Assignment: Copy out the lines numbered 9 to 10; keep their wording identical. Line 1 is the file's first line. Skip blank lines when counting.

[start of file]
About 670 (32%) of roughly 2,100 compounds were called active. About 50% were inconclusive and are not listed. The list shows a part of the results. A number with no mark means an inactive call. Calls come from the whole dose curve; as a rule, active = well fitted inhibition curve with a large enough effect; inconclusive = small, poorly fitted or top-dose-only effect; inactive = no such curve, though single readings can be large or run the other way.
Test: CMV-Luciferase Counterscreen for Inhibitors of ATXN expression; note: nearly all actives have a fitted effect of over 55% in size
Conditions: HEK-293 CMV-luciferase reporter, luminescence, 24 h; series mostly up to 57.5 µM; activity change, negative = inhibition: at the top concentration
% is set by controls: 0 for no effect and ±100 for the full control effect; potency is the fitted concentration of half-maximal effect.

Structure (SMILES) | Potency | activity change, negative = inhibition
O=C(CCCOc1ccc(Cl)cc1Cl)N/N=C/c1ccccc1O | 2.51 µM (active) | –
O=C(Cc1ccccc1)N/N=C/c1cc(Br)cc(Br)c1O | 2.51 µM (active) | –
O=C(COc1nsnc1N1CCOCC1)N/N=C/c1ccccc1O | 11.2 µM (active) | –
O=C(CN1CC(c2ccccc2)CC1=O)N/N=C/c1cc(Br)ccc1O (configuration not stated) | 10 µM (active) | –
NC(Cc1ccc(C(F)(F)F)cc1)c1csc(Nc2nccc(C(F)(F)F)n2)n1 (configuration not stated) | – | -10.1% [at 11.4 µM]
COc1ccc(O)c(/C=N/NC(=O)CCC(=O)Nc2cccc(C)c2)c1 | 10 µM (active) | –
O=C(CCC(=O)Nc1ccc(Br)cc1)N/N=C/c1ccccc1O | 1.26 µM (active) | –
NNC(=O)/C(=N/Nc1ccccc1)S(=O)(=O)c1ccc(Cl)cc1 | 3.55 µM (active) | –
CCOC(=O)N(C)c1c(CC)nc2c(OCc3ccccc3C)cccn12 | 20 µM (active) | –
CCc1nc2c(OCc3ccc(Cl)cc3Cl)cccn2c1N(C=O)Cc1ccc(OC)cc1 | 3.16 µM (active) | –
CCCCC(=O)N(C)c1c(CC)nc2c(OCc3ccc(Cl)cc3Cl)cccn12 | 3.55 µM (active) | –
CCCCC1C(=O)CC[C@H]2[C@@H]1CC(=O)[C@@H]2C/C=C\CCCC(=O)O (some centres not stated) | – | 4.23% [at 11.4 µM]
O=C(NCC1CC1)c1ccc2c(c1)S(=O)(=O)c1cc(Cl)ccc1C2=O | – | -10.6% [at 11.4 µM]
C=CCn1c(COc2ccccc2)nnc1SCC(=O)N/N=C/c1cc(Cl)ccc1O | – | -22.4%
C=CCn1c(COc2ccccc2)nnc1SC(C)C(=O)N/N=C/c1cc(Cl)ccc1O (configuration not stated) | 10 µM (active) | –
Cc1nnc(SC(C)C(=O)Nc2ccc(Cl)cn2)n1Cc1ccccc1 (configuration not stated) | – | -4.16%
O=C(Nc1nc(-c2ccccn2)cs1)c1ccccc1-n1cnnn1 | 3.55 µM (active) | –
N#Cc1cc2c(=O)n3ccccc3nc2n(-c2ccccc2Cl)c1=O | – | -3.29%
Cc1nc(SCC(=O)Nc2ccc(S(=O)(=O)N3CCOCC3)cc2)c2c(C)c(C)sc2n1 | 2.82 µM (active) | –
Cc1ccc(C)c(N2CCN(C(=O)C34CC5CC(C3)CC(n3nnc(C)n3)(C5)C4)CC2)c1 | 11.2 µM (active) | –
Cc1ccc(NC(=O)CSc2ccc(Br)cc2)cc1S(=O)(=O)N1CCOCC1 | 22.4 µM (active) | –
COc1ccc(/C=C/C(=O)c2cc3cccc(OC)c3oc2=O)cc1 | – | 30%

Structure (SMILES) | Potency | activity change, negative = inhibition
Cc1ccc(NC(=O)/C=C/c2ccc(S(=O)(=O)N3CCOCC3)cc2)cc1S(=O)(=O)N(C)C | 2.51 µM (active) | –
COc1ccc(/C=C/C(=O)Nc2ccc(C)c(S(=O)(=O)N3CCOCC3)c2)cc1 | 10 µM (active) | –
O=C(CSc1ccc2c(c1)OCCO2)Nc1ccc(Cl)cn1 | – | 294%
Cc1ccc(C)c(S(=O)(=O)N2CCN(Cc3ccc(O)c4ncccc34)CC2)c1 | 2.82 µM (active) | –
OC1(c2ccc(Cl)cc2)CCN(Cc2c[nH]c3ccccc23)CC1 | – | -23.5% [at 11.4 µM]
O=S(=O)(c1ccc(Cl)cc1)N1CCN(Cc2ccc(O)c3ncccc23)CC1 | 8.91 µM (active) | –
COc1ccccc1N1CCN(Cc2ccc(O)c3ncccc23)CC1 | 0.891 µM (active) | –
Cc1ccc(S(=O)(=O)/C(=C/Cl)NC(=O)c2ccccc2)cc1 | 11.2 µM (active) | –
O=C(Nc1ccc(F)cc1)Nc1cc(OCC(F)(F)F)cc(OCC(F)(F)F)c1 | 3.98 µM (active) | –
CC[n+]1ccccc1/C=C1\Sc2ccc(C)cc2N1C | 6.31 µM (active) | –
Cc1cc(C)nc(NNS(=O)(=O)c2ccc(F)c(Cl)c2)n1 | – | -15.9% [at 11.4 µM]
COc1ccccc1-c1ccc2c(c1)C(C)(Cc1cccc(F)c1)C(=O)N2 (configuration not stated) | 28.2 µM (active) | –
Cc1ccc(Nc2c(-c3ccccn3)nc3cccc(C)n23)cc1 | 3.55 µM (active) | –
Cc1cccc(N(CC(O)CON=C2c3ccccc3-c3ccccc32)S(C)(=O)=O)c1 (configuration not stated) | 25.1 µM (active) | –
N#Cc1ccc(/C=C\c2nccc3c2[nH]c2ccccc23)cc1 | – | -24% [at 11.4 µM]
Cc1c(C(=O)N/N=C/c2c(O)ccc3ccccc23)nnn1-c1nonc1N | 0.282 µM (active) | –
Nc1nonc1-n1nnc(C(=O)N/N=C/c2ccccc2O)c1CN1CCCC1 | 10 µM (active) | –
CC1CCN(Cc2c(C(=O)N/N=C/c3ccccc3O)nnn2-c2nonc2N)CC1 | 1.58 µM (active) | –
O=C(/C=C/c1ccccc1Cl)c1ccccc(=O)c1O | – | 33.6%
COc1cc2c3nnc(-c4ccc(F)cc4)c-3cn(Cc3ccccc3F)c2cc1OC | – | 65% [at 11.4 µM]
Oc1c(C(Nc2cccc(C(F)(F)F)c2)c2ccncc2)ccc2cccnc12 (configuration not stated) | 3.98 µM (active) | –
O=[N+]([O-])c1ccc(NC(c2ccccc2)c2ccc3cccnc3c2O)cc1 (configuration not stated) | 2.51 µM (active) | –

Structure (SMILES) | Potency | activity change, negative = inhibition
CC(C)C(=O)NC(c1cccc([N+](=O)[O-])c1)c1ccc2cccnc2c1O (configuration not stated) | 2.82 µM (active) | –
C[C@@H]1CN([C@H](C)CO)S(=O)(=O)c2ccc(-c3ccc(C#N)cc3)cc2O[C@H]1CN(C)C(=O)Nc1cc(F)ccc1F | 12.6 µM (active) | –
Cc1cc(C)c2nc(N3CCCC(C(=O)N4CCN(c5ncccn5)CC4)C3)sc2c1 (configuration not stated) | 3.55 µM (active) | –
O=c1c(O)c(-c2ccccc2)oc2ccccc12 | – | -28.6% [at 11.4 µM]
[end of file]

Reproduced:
O=C(CN1CC(c2ccccc2)CC1=O)N/N=C/c1cc(Br)ccc1O (configuration not stated) | 10 µM (active) | –
NC(Cc1ccc(C(F)(F)F)cc1)c1csc(Nc2nccc(C(F)(F)F)n2)n1 (configuration not stated) | – | -10.1% [at 11.4 µM]